ALTER PROFILE                            BY ACCESS  BY ACCESS
                                                              ALTER SYSTEM                             BY ACCESS  BY ACCESS
                                                              ALTER USER                               BY ACCESS  BY ACCESS
                                                              CREATE ANY JOB                           BY ACCESS  BY ACCESS
                                                              CREATE ANY LIBRARY                       BY ACCESS  BY ACCESS
                                                              CREATE ANY PROCEDURE                     BY ACCESS  BY ACCESS
                                                              CREATE ANY TABLE                         BY ACCESS  BY ACCESS
                                                              CREATE EXTERNAL JOB                      BY ACCESS  BY ACCESS
                                                              CREATE PUBLIC DATABASE LINK              BY ACCESS  BY ACCESS
                                                              CREATE SESSION                           BY ACCESS  BY ACCESS
                                                              CREATE USER                              BY ACCESS  BY ACCESS
                                                              DATABASE LINK                            BY ACCESS  BY ACCESS
                                                              DROP ANY PROCEDURE                       BY ACCESS  BY ACCESS
                                                              DROP ANY TABLE                           BY ACCESS  BY ACCESS
                                                              DROP PROFILE                             BY ACCESS  BY ACCESS
                                                              DROP USER                                BY ACCESS  BY ACCESS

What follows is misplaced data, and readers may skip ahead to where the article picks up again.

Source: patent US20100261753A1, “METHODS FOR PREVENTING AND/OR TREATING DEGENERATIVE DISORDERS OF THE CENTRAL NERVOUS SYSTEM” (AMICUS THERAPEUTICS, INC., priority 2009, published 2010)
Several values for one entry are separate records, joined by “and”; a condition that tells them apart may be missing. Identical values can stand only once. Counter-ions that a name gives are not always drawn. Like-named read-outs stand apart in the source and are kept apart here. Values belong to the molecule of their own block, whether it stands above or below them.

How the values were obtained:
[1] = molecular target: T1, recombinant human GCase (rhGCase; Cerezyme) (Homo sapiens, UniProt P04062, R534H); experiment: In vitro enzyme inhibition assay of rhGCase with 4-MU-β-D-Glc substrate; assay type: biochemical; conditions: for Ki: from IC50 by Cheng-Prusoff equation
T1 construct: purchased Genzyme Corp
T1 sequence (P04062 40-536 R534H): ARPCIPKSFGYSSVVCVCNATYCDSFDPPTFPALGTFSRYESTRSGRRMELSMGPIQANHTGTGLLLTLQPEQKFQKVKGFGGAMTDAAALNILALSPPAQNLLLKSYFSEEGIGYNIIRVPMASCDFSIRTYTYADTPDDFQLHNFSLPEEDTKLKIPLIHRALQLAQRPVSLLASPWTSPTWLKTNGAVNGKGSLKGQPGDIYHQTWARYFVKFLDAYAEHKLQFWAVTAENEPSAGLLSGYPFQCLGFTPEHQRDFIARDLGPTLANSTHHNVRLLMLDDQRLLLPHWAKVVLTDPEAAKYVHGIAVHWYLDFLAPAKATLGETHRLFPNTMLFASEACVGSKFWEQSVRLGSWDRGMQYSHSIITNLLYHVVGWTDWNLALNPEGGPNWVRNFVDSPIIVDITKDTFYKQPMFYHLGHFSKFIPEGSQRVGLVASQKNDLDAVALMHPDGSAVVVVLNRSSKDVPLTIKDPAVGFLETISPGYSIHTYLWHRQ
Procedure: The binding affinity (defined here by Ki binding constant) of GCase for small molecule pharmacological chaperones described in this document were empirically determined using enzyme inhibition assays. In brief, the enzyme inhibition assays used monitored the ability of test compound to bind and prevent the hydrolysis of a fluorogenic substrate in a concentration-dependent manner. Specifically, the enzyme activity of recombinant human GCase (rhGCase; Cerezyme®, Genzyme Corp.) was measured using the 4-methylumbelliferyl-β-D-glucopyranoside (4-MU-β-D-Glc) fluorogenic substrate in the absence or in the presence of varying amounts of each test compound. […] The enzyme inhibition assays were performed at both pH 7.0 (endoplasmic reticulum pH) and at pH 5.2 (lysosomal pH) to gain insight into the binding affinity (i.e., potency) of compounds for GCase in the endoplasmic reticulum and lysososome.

EXEMPT ACCESS POLICY                     BY ACCESS  BY ACCESS
                                                              GRANT ANY OBJECT PRIVILEGE               BY ACCESS  BY ACCESS
                                                              GRANT ANY PRIVILEGE                      BY ACCESS  BY ACCESS
                                                              GRANT ANY ROLE                           BY ACCESS  BY ACCESS
                                                              PROFILE                                  BY ACCESS  BY ACCESS
                                                              PUBLIC SYNONYM                           BY ACCESS  BY ACCESS
                                                              ROLE                                     BY ACCESS  BY ACCESS
                                                              SYSTEM AUDIT                             BY ACCESS  BY ACCESS
                                                              SYSTEM GRANT                             BY ACCESS  BY ACCESS
 
28 ROWS selected.

Please note that it concerns only statements executed by non-SYS users. If you want to audit SYS top-level operations you have to set AUDIT_SYS_OPERATIONS to true (static parameter) but audit information will go to audit directory (not stored in database) and will still not contain any more classical actions (like profile creation for example) performed by SYS.

To access to audit information you can obviously acccess the root source table called SYS.AUD$ or, better, access the highed level tables called DBA_AUDIT_SESSION, DBA_AUDIT_TRAIL or DBA_COMMON_AUDIT_TRAIL (that contains standard and fine-grained auditing information).

As an example few create/drop profile and logon/logoff activities:

SQL> col OS_USERNAME FOR a10
SQL> SET lines 150
SQL> SET pages 100
SQL> ALTER SESSION SET nls_date_format='dd-mon-yyyy hh24:mi:ss';
 
SESSION altered.
 
SQL> SELECT os_username,username,TIMESTAMP,action_name,priv_used FROM DBA_AUDIT_TRAIL WHERE timestamp>sysdate-1/24 ORDER BY TIMESTAMP DESC;
 
OS_USERNAM USERNAME                       TIMESTAMP            ACTION_NAME                  PRIV_USED
---------- ------------------------------ -------------------- ---------------------------- ----------------------------------------